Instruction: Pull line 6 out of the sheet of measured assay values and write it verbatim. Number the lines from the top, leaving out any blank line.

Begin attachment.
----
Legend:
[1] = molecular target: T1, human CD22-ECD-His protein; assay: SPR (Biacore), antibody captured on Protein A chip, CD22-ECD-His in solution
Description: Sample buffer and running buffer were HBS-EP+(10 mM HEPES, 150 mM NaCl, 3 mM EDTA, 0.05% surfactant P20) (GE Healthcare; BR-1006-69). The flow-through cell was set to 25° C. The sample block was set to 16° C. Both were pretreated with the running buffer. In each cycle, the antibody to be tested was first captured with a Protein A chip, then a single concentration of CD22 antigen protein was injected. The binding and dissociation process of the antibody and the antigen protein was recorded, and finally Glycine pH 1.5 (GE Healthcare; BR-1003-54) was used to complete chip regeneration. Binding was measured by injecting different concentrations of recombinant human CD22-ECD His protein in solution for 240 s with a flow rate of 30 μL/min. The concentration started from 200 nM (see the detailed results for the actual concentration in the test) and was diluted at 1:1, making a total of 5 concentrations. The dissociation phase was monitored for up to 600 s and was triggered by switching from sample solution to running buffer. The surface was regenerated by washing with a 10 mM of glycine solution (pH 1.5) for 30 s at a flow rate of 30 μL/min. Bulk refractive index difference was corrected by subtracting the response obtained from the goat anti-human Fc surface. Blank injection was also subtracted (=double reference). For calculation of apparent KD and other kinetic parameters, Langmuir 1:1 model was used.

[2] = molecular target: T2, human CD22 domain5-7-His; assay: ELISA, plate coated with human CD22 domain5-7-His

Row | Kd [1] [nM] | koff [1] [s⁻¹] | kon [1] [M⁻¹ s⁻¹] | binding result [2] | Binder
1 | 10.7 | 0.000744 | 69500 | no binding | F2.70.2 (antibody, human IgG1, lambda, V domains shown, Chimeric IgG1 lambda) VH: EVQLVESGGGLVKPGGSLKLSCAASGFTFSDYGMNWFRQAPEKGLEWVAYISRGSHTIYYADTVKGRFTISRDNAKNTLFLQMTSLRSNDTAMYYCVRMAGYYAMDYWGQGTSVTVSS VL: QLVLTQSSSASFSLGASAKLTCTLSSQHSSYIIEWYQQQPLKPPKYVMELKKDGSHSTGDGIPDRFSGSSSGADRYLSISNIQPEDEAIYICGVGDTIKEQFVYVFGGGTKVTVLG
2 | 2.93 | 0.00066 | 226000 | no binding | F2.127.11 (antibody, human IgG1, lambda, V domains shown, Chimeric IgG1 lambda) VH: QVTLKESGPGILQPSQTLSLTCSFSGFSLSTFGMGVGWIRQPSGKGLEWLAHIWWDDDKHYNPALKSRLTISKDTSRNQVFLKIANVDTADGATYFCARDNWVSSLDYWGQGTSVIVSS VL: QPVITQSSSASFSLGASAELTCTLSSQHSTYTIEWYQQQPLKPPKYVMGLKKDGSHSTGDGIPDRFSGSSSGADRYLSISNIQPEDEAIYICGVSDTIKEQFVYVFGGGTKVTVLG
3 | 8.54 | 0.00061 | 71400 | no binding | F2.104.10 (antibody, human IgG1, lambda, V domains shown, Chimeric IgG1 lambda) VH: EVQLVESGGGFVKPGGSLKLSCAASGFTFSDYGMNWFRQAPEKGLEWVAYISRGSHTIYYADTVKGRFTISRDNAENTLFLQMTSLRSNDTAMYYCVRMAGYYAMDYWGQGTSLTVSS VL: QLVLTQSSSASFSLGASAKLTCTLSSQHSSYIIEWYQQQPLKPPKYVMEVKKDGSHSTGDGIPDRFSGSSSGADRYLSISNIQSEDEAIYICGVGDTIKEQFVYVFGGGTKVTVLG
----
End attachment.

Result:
1 | 10.7 | 0.000744 | 69500 | no binding | F2.70.2 (antibody, human IgG1, lambda, V domains shown, Chimeric IgG1 lambda) VH: EVQLVESGGGLVKPGGSLKLSCAASGFTFSDYGMNWFRQAPEKGLEWVAYISRGSHTIYYADTVKGRFTISRDNAKNTLFLQMTSLRSNDTAMYYCVRMAGYYAMDYWGQGTSVTVSS VL: QLVLTQSSSASFSLGASAKLTCTLSSQHSSYIIEWYQQQPLKPPKYVMELKKDGSHSTGDGIPDRFSGSSSGADRYLSISNIQPEDEAIYICGVGDTIKEQFVYVFGGGTKVTVLG